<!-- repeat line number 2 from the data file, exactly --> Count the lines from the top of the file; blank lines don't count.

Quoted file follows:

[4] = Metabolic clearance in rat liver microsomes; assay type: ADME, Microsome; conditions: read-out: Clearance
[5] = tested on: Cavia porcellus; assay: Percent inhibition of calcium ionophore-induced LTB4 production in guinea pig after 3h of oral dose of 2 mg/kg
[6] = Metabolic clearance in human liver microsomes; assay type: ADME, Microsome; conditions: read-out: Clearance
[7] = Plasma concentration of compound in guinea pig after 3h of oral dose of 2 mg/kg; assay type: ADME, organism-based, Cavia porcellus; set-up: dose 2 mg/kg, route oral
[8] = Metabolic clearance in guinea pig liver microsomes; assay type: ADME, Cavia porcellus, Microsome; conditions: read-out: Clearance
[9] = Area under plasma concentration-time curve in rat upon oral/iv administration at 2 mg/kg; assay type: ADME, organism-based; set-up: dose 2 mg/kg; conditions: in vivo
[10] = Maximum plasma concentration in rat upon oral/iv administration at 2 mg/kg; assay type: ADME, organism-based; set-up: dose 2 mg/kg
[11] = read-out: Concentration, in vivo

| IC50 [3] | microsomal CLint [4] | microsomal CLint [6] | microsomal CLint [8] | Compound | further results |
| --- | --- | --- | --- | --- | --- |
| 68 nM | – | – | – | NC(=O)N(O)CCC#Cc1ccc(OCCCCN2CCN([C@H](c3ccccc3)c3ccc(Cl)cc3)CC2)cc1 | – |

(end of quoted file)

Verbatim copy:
[5] = tested on: Cavia porcellus; assay: Percent inhibition of calcium ionophore-induced LTB4 production in guinea pig after 3h of oral dose of 2 mg/kg